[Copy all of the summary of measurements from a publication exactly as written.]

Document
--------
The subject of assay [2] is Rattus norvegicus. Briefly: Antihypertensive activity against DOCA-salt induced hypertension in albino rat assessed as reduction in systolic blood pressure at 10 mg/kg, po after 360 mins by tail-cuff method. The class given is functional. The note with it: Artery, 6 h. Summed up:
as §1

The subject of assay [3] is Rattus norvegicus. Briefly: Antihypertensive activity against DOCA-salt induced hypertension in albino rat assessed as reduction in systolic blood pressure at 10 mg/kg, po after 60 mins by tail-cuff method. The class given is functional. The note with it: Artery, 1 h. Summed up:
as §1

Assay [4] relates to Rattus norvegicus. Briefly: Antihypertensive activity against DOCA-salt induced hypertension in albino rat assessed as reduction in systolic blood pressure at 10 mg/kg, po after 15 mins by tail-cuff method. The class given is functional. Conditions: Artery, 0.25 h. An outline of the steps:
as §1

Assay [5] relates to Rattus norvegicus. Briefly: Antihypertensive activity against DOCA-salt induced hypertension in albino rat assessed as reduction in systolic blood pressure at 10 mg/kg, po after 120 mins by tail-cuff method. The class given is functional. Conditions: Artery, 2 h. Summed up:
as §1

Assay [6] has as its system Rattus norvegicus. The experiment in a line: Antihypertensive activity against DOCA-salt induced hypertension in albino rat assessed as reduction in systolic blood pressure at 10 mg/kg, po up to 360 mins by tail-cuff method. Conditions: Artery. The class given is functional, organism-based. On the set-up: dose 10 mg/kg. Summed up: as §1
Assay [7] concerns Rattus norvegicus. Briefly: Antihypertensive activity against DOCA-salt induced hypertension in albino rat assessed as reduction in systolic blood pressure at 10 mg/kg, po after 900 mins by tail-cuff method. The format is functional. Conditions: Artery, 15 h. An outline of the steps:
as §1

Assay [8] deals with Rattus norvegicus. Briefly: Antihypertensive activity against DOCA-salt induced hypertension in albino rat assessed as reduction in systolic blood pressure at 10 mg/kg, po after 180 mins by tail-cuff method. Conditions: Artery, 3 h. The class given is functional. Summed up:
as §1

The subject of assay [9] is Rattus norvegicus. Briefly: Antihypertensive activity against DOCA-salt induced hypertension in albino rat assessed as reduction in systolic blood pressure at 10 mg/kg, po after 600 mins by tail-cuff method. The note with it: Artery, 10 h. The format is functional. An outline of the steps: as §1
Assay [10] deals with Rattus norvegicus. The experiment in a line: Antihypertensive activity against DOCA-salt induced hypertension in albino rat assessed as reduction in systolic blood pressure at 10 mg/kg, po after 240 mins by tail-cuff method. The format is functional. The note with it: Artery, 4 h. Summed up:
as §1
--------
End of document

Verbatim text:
The subject of assay [2] is Rattus norvegicus. Briefly: Antihypertensive activity against DOCA-salt induced hypertension in albino rat assessed as reduction in systolic blood pressure at 10 mg/kg, po after 360 mins by tail-cuff method. The class given is functional. The note with it: Artery, 6 h. Summed up:
as §1

The subject of assay [3] is Rattus norvegicus. Briefly: Antihypertensive activity against DOCA-salt induced hypertension in albino rat assessed as reduction in systolic blood pressure at 10 mg/kg, po after 60 mins by tail-cuff method. The class given is functional. The note with it: Artery, 1 h. Summed up:
as §1

Assay [4] relates to Rattus norvegicus. Briefly: Antihypertensive activity against DOCA-salt induced hypertension in albino rat assessed as reduction in systolic blood pressure at 10 mg/kg, po after 15 mins by tail-cuff method. The class given is functional. Conditions: Artery, 0.25 h. An outline of the steps:
as §1

Assay [5] relates to Rattus norvegicus. Briefly: Antihypertensive activity against DOCA-salt induced hypertension in albino rat assessed as reduction in systolic blood pressure at 10 mg/kg, po after 120 mins by tail-cuff method. The class given is functional. Conditions: Artery, 2 h. Summed up:
as §1

Assay [6] has as its system Rattus norvegicus. The experiment in a line: Antihypertensive activity against DOCA-salt induced hypertension in albino rat assessed as reduction in systolic blood pressure at 10 mg/kg, po up to 360 mins by tail-cuff method. Conditions: Artery. The class given is functional, organism-based. On the set-up: dose 10 mg/kg. Summed up: as §1
Assay [7] concerns Rattus norvegicus. Briefly: Antihypertensive activity against DOCA-salt induced hypertension in albino rat assessed as reduction in systolic blood pressure at 10 mg/kg, po after 900 mins by tail-cuff method. The format is functional. Conditions: Artery, 15 h. An outline of the steps:
as §1

Assay [8] deals with Rattus norvegicus. Briefly: Antihypertensive activity against DOCA-salt induced hypertension in albino rat assessed as reduction in systolic blood pressure at 10 mg/kg, po after 180 mins by tail-cuff method. Conditions: Artery, 3 h. The class given is functional. Summed up:
as §1

The subject of assay [9] is Rattus norvegicus. Briefly: Antihypertensive activity against DOCA-salt induced hypertension in albino rat assessed as reduction in systolic blood pressure at 10 mg/kg, po after 600 mins by tail-cuff method. The note with it: Artery, 10 h. The format is functional. An outline of the steps: as §1
Assay [10] deals with Rattus norvegicus. The experiment in a line: Antihypertensive activity against DOCA-salt induced hypertension in albino rat assessed as reduction in systolic blood pressure at 10 mg/kg, po after 240 mins by tail-cuff method. The format is functional. The note with it: Artery, 4 h. Summed up:
as §1